Late 69 BC - August 12, 30 BC
Cleopatra VII Philopator was the last person to rule Egypt as an Egyptian pharaoh. After her death Egypt became a Roman province.
Cleopatra VII was a member of the Ptolemaic dynasty of Ancient Egypt, and therefore was a descendant of one of Alexander the Great's generals who had seized control over Egypt after Alexander's death. Most Ptolemeis spoke Greek and refused to learn Egyptian, which is the reason that Greek as well as Egyptian languages were used on official court documents like the Rosetta Stone By contrast, Cleopatra learned Egyptian and represented herself as the reincarnation of an Egyptian Goddess.
Cleopatra originally ruled jointly with her father Ptolemy XII Auletes and later with her brothers, Ptolemy XIII and Ptolemy XIV, whom she married as per Egyptian custom, but eventually she became sole ruler. As pharaoh, she consummated a liaison with Gaius Julius Caesar that solidified her grip on the throne. She later elevated her son with Caesar, Caesarion, to co-ruler in name.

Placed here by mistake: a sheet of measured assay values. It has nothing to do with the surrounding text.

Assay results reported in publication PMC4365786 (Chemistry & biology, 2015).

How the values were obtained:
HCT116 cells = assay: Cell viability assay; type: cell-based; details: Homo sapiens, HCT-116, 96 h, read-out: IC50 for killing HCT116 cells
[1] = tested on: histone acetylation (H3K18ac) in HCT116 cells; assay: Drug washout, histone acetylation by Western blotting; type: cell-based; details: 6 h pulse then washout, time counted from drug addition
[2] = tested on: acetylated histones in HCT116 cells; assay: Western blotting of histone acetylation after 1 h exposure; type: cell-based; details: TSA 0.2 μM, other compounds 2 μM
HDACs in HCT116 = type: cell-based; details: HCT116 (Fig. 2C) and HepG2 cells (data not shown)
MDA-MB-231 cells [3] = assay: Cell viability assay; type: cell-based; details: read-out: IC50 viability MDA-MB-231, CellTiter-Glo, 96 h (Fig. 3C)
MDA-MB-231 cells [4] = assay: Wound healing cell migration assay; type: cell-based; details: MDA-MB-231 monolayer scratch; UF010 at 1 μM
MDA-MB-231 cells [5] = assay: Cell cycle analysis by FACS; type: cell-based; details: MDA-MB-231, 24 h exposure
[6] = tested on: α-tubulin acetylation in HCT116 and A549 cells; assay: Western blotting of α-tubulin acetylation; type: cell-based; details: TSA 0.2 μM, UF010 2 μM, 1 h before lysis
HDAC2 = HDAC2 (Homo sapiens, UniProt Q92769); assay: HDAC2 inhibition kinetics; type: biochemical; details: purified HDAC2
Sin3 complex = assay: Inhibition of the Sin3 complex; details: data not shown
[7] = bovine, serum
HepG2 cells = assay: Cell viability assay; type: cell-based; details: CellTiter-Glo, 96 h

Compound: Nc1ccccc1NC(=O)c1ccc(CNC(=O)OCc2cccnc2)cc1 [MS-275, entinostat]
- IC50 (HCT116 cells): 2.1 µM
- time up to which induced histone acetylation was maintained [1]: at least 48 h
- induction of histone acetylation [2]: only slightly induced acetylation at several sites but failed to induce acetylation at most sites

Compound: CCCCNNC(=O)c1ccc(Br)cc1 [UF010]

After Caesar's assassination in 44 BC, she aligned with Mark Antony in opposition to Caesar's legal heir, Gaius Julius Caesar Octavian (later known as Augustus). With Antony, she bore the twins Cleopatra Selene II and Alexander Helios, and another son, Ptolemy Philadelphus.
Her unions with her brothers produced no children. After losing the Battle of Actium to Octavian's forces, Antony committed suicide. Cleopatra followed suit, according to tradition killing herself by means of an asp bite on August 12, 30 BC. She was briefly outlived by Caesarion, who was declared pharaoh, but he was soon killed on Octavian's orders. Egypt became the Roman province of Aegyptus.
Though Cleopatra bore the ancient Egyptian title of pharaoh, the Ptolemaic dynasty was Hellenistic, having been founded 300 years before by Ptolemy I Soter, a Macedonian Greek general of Alexander the Great. As such, Cleopatra's language was the Greek spoken by the Hellenic aristocracy, though she was reputed to be the first ruler of the dynasty to learn Egyptian.
She also adopted common Egyptian beliefs and deities. Her patron goddess was Isis, and thus, during her reign, it was believed that she was the re-incarnation and embodiment of the goddess of wisdom. Her death marked the end of the Ptolemaic Kingdom and Hellenistic period and the beginning of the Roman era in the eastern Mediterranean.